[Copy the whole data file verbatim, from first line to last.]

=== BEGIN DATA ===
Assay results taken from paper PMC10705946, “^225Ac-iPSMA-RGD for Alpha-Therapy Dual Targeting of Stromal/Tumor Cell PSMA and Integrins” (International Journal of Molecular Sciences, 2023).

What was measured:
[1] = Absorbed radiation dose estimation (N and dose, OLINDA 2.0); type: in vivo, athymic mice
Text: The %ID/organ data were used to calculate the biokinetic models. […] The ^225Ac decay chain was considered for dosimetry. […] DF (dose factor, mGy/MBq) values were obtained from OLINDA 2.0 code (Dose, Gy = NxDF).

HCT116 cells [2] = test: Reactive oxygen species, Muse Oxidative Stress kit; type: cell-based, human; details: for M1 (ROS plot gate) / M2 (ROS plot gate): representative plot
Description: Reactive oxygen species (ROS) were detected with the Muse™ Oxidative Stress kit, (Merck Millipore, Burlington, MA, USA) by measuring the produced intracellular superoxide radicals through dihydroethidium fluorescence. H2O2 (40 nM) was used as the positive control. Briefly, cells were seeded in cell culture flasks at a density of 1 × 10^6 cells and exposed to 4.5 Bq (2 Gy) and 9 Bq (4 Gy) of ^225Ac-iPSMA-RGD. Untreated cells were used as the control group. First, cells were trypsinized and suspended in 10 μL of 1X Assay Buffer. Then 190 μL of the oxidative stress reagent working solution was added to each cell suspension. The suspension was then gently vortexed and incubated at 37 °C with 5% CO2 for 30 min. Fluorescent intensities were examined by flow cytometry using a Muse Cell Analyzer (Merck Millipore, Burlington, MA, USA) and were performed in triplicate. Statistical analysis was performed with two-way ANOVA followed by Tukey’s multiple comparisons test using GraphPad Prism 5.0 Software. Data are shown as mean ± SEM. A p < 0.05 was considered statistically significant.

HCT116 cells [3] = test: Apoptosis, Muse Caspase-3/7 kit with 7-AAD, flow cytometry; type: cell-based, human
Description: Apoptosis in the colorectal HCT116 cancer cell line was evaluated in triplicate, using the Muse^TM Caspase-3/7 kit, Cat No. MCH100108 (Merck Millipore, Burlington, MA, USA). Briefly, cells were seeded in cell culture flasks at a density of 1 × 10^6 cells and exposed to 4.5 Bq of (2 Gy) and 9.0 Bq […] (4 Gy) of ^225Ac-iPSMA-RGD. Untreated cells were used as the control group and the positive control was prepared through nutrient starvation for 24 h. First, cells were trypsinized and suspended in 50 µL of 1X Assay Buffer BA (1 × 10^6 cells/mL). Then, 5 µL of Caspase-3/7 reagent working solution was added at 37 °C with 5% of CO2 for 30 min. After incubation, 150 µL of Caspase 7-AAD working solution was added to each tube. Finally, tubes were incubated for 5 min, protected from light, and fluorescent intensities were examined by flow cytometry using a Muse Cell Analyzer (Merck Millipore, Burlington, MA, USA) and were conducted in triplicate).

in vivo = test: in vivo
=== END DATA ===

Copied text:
Assay results taken from paper PMC10705946, “^225Ac-iPSMA-RGD for Alpha-Therapy Dual Targeting of Stromal/Tumor Cell PSMA and Integrins” (International Journal of Molecular Sciences, 2023).

What was measured:
[1] = Absorbed radiation dose estimation (N and dose, OLINDA 2.0); type: in vivo, athymic mice
Text: The %ID/organ data were used to calculate the biokinetic models. […] The ^225Ac decay chain was considered for dosimetry. […] DF (dose factor, mGy/MBq) values were obtained from OLINDA 2.0 code (Dose, Gy = NxDF).

HCT116 cells [2] = test: Reactive oxygen species, Muse Oxidative Stress kit; type: cell-based, human; details: for M1 (ROS plot gate) / M2 (ROS plot gate): representative plot
Description: Reactive oxygen species (ROS) were detected with the Muse™ Oxidative Stress kit, (Merck Millipore, Burlington, MA, USA) by measuring the produced intracellular superoxide radicals through dihydroethidium fluorescence. H2O2 (40 nM) was used as the positive control. Briefly, cells were seeded in cell culture flasks at a density of 1 × 10^6 cells and exposed to 4.5 Bq (2 Gy) and 9 Bq (4 Gy) of ^225Ac-iPSMA-RGD. Untreated cells were used as the control group. First, cells were trypsinized and suspended in 10 μL of 1X Assay Buffer. Then 190 μL of the oxidative stress reagent working solution was added to each cell suspension. The suspension was then gently vortexed and incubated at 37 °C with 5% CO2 for 30 min. Fluorescent intensities were examined by flow cytometry using a Muse Cell Analyzer (Merck Millipore, Burlington, MA, USA) and were performed in triplicate. Statistical analysis was performed with two-way ANOVA followed by Tukey’s multiple comparisons test using GraphPad Prism 5.0 Software. Data are shown as mean ± SEM. A p < 0.05 was considered statistically significant.

HCT116 cells [3] = test: Apoptosis, Muse Caspase-3/7 kit with 7-AAD, flow cytometry; type: cell-based, human
Description: Apoptosis in the colorectal HCT116 cancer cell line was evaluated in triplicate, using the Muse^TM Caspase-3/7 kit, Cat No. MCH100108 (Merck Millipore, Burlington, MA, USA). Briefly, cells were seeded in cell culture flasks at a density of 1 × 10^6 cells and exposed to 4.5 Bq of (2 Gy) and 9.0 Bq […] (4 Gy) of ^225Ac-iPSMA-RGD. Untreated cells were used as the control group and the positive control was prepared through nutrient starvation for 24 h. First, cells were trypsinized and suspended in 50 µL of 1X Assay Buffer BA (1 × 10^6 cells/mL). Then, 5 µL of Caspase-3/7 reagent working solution was added at 37 °C with 5% of CO2 for 30 min. After incubation, 150 µL of Caspase 7-AAD working solution was added to each tube. Finally, tubes were incubated for 5 min, protected from light, and fluorescent intensities were examined by flow cytometry using a Muse Cell Analyzer (Merck Millipore, Burlington, MA, USA) and were conducted in triplicate).

in vivo = test: in vivo